RMS Titanic

The Titanic departing Southampton on April 10, 1912.
Career British Blue Ensign
Owners: White Star Line
Builders: Harland and Wolff shipyard, Belfast
Captain: Edward John Smith
Laid down: 31 March 1909
Christened: Not christened
Maiden voyage (First Trip): 10 April 1912
Fate: Hit iceberg at 11:40 PM on 14 April 1912. Sank on 15 April 1912, at 2:20 AM; wreck discovered in 1985 by Robert Ballard.
Current Location: 41°43′55″N, 49°56′45″W
General characteristics
Gross tonnage (weight): 46,328 GRT
Displacement: 52,310 Long Tons
Length: 882 foot 9 inches (269 m)
Beam: 92 foot 6 inches (28 m)
Draught: 34 foot 7 inches (10.5 m)
Power: Able to reach speeds of 26 miles per hour
Propulsion (energy): Two bronze triple-blade side propellers. One bronze quadruple-blade central propeller.
Speed: 23 knots (26.5 mph; 42.6 km/h)
Passengers and crew (first voyage): Total 2,228
  • First Class: 324
  • Second Class: 285
  • Third Class: 708
  • Crew: 891
    • Passengers and crew who survived: Unknown precisely but estimates place the figure at just over 700
    • Passengers and crew who died: Unknown precisely but estimates place the figure at about 1,500 casualties.

The RMS Titanic [1] was a British passenger ship. It was built by Harland and Wolff ship builders, in Belfast, for the White Star Line company. She sank during her first trip at sea.

Before she sailed, many people thought it would be almost impossible for ships of this design to sink.[2]


File:Titanic-New York Herald front page.jpeg
Titanic-New York Herald front page. Wrong numbers were posted the first days after the accident.

At 11:40 PM on 14 April 1912, during the Titanic's first trip, she hit an iceberg in the Atlantic Ocean. The iceberg broke the Titanic's hull (bottom), letting water into the ship. The Titanic sank two hours and forty minutes later at 2:20 AM on 15 April.

As she sank, the Titanic split in two. The wreck killed over 1,500 people. Only around 705 people survived.[3] It was one of the worst shipwrecks that was not during a war.

One reason why so many people died was that the ship did not have enough lifeboats for everyone on board. The Titanic had 20 lifeboats with room for 1,178 passengers, only a third of the number of passengers the ship could carry. It actually had more lifeboats than was needed by law (it needed 16 with room for 990 passengers). This was because the laws in the UK were out of date. They did not say that a ship needed enough lifeboats for all passengers. They only said that a ship weighing more than 10,000 tons needed 16 lifeboats (the Titanic weighed 46,000 tons). Furthermore, the White Star Line believed that the lifeboats on the Titanic would only be needed to take passengers a short distance to a rescue ship.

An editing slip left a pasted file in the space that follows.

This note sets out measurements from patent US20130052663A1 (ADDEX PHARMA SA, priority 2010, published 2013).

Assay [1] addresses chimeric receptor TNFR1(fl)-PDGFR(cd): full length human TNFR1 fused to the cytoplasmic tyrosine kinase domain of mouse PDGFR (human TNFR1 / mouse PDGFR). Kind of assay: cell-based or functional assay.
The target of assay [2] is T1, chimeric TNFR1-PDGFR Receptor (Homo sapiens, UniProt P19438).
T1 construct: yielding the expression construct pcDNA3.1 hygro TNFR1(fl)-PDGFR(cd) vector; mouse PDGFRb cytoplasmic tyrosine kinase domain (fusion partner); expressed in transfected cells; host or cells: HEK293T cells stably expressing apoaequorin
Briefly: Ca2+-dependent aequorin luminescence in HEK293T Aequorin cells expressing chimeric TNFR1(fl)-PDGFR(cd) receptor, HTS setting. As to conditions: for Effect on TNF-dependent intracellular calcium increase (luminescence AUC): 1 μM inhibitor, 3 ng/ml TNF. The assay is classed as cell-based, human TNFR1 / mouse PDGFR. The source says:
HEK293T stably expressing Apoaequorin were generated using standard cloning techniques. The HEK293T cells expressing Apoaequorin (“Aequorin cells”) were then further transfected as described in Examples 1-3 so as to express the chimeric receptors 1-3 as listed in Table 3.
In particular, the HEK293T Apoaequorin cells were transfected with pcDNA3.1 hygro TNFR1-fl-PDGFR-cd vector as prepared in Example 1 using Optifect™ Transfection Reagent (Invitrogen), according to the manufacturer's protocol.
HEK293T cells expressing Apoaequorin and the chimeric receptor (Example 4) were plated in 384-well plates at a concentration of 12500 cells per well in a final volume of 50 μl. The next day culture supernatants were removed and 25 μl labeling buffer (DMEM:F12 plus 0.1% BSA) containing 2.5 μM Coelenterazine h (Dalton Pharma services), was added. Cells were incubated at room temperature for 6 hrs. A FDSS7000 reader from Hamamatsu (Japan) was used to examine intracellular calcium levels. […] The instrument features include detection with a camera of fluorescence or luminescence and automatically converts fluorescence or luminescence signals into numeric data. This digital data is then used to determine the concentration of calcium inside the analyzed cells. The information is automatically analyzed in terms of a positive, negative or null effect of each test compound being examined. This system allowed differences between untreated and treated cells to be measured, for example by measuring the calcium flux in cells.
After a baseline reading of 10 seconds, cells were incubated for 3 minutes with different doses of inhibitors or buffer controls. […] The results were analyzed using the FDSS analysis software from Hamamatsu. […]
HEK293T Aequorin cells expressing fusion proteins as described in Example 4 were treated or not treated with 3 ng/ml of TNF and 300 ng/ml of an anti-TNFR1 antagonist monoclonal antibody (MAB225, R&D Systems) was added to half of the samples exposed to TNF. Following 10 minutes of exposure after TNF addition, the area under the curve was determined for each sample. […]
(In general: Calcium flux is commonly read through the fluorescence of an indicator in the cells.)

Higher class women and children were allowed on the lifeboats first, and passengers who sailed in first class (which meant that they paid for better rooms on the ship) were allowed on before other passengers. Few of the poorer people who had paid less (called second class and third class passengers) got out safely.

Another reason so few people survived was that the radio was off on the SS Californian, the ship closest to the Titanic. The Californian crew did not hear about the accident.[4] Another ship, the SS Carpathia, did hear about the accident and collected all 705 survivors.

Last survivor

The last survivor of the 'Titanic disaster to die was a woman named Millvina Dean. She was the youngest passenger on board, as she was then a baby of only nine weeks old. She died in Ashhurst, Hampshire, England on 21 May 2009 aged 97.[5]

Changes after the accident

The Titanic disaster changed many maritime ship laws. Because so many people died, authorities felt that laws should be put into place to make ship travel safer. Changes included requiring all ships to carry enough lifeboats for everyone on the ship, and emergency materials such as flares. Someone must be at the ship's radio all the time.


The wreck was found by a French and American team, led by Robert Ballard, on September 23, 1985 at 1:02 in the morning.

In 1986, Ballard returned to the wreck with a submarine. He took many photos and made lots of films.

In 1987, a French team salvaged 900 objects and took them to the surface.


The story of the sinking has been made into several movies. The most popular film version is a 1997 film starring Kate Winslet and Leonardo DiCaprio called Titanic. It won 11 Academy Awards, tying Ben-Hur for the record for the most Academy Awards won by one movie.

Other movie versions of the story include the 1958 film A Night to Remember, the 1953 film Titanic, the 1979 film S.O.S. Titanic and the 1996 movie Titanic.

In the 1980 film Raise the Titanic, salvagers raise the shipwreck from the bottom of the ocean to the surface. However, this is impossible to do in reality. The Titanic broke in two, and the wreck is partially stuck in the bottom, buried under more than three feet (1 m) of mud in some spots. The ship has been on the ocean floor for more than 100 years, and would shatter into many more pieces if disturbed. Worms and other animals have eaten away much of the wood and many other parts.


  1. RMS is an acronym. RMS stands for Royal Mail Ship or Steamer. RMS is a ship prefix for vessels that carry mail under contract to the British Royal Mail.
  2. "FACT CHECK: The Unsinkable Titanic". Snopes.com.
  3. "Kids' Games, Animals, Photos, Stories, and More -- National Geographic Kids". Kids.
  4. Brett, Allan. "Radio Story".
  5. "Millvina Dean – Obituary" The Independent, 16 June 2009, Nearly made to the 100th anniversary of the Titanic she did!!! p37

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